Think Carole Baskin is Innocent? Here’s Three Documentaries on Wrongful Convictions and Accusations ‘Tiger King’ Fans Would Love
The obsession over Netflix’s Tiger King: Murder, Mayhem, and Madness continues, with equal attention on Carole Baskin as much as Joseph Allen Maldonado-Passage (Joe Exotic). At issue with fans now is whether Baskin is really innocent based on accusations from other big cat enthusiasts she murdered her husband … with her wild tigers involved. Lacking any credible evidence, she has not been named a suspect or person of interest.
Many others put on trial for murders and other crimes were not so lucky. They became wrongly convicted, with some finally being released years later. True-crime documentaries continue to thrive due to Tiger King, but many documentaries about falsely accused people are never watched enough. Three, in particular, are worth the time watched in a similar vein. All three of these are available on Netflix and cover cases most likely familiar, depending on your attention.
Amanda Knox on Netflix
Most everyone knows about the Amanda Knox case if still a mystery exactly on whom she is as a person. Netflix put together a documentary about Knox a few years ago that had everyone riveted.
Many remember Knox was convicted twice for the 2007 murder of her exchange student roommate (Meredith Kercher) while living in Perugia, Italy. The original investigation in Italy contended Knox and her boyfriend killed Kercher in a sex act gone wrong.
After labyrinthine court cases in Italian courts, Knox was thrown in prison, only to finally be exonerated in 2015. The long road there is still an incredible story if always giving the feeling something was never quite right. Most evidence, however, pointed to Knox being innocent, hence her moving on with her life to this day in Washington State.
Those curious about Carole Baskin in Tiger King will find a lot of parallels here, and not because the lead is a woman. A personal public divide on agreeing about complete innocence (regardless of evidence) is what makes cases like this all the more intriguing.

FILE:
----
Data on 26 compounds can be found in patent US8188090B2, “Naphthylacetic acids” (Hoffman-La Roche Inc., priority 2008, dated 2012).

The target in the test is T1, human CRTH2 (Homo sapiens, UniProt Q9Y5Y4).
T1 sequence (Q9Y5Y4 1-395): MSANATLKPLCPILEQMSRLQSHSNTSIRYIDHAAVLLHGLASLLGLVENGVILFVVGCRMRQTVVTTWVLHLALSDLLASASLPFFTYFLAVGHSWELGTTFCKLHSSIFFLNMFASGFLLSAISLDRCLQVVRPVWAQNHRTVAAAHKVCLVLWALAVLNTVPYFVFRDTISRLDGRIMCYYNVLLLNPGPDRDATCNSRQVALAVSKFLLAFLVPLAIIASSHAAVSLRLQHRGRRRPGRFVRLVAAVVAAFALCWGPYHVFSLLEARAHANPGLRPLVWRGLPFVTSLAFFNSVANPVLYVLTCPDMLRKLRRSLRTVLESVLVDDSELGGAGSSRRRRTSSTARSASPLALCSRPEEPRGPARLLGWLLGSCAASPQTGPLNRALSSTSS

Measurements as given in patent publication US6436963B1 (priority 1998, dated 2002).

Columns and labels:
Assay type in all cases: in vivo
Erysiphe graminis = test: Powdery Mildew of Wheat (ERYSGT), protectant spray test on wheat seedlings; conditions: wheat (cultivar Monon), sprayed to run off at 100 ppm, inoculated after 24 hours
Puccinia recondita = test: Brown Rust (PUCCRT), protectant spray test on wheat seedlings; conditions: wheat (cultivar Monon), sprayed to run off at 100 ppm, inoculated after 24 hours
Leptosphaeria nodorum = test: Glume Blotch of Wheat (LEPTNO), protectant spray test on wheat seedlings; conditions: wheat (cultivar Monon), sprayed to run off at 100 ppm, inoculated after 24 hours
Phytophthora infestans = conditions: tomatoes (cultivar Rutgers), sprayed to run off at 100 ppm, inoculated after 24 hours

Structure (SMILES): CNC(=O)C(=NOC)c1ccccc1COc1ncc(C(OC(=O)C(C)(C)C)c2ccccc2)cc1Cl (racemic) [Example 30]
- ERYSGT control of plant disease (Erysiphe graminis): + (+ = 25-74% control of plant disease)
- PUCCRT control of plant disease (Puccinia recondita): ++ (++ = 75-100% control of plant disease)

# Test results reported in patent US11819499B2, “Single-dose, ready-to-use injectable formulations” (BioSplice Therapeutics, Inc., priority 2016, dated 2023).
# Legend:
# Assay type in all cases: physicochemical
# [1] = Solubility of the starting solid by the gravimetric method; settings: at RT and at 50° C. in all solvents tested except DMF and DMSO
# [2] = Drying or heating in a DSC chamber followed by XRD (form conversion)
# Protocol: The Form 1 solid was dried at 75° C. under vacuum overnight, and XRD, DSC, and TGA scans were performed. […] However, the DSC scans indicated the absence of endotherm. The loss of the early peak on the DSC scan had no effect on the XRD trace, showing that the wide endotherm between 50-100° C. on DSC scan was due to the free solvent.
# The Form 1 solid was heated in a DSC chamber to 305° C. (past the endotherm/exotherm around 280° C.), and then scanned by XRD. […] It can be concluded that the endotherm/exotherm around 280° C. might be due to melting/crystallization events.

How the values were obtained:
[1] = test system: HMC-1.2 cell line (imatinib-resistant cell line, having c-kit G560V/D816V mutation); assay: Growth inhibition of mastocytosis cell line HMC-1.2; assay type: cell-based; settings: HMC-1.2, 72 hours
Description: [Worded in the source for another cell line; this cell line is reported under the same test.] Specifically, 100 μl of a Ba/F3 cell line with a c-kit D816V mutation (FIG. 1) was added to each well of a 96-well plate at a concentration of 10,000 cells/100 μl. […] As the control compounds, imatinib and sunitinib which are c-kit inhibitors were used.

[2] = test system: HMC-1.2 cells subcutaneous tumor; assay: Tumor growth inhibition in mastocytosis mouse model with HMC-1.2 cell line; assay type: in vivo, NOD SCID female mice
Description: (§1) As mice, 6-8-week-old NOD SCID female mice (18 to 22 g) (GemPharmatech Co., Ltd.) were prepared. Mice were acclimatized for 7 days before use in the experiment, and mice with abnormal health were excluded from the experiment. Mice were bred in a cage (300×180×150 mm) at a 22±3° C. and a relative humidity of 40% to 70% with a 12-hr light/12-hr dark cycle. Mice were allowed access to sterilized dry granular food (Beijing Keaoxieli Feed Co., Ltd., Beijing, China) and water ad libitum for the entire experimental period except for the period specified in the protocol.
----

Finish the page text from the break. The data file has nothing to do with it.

Fear of 13
A few true-crime documentary enthusiasts might have let Fear of 13 go through the cracks. When first released in 2015, it won Best Documentary at the London Film Festival.
Perhaps it was overlooked a little too much because of its unique narrative structure. The entire movie is the subject himself (Nick Yarris) telling the story of his troubled life, plus conviction for murdering a woman he never met. He spent time on death row for 21 years before DNA evidence finally cleared his name.
Once out of prison, he reformed his life to become a writer and professional speaker. His storytelling skills became superior since he tells the entire arc of his prison experience on camera without any cutaways. Maybe not everyone will appreciate that approach, yet Yarris keeps it riveting every minute.
The Innocence Files
The Innocence Project is a nonprofit legal organization assembled back in 1992 to help exonerate those falsely accused of crimes. Over the last 28 years, the organization managed to help get numerous prisoners released after closer examining evidence and using more efficient DNA testing science.
Some of those project cases are examined in the series called The Innocence Files. At the moment, the show is on Netflix with an entire season already underway. Nine episodes have aired tackling various criminal cases exonerated since the organization went into existence.
Critics rave about this series, and it may arguably be the singularly most important true-crime series going today. Considering The Innocence Project fights valiantly to rid injustice in the world, the release of the truly innocent only helps refine our prison systems.
While Carole Baskin has not been named a suspect or a person of interest in the case of her husband’s disappearance, many fans speculate she may be responsible. These stories offer the other side of those presumed guilty.